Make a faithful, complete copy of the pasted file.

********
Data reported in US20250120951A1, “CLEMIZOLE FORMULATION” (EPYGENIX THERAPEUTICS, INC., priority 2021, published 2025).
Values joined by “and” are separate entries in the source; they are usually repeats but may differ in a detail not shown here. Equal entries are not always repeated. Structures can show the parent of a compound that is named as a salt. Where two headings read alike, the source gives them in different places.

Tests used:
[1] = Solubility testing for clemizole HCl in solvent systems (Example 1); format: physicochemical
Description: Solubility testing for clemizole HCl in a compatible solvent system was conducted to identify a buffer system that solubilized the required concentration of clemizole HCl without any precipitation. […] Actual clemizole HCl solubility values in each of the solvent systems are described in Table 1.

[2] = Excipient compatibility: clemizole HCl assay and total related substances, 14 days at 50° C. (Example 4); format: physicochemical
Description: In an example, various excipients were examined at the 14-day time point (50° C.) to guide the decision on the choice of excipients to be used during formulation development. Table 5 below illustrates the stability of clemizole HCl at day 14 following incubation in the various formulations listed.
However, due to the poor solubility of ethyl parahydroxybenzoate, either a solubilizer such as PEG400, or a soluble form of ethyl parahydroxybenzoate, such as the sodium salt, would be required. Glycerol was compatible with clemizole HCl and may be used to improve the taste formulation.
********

Data reported in US20250120951A1, “CLEMIZOLE FORMULATION” (EPYGENIX THERAPEUTICS, INC., priority 2021, published 2025).
Values joined by “and” are separate entries in the source; they are usually repeats but may differ in a detail not shown here. Equal entries are not always repeated. Structures can show the parent of a compound that is named as a salt. Where two headings read alike, the source gives them in different places.

Tests used:
[1] = Solubility testing for clemizole HCl in solvent systems (Example 1); format: physicochemical
Description: Solubility testing for clemizole HCl in a compatible solvent system was conducted to identify a buffer system that solubilized the required concentration of clemizole HCl without any precipitation. […] Actual clemizole HCl solubility values in each of the solvent systems are described in Table 1.

[2] = Excipient compatibility: clemizole HCl assay and total related substances, 14 days at 50° C. (Example 4); format: physicochemical
Description: In an example, various excipients were examined at the 14-day time point (50° C.) to guide the decision on the choice of excipients to be used during formulation development. Table 5 below illustrates the stability of clemizole HCl at day 14 following incubation in the various formulations listed.
However, due to the poor solubility of ethyl parahydroxybenzoate, either a solubilizer such as PEG400, or a soluble form of ethyl parahydroxybenzoate, such as the sodium salt, would be required. Glycerol was compatible with clemizole HCl and may be used to improve the taste formulation.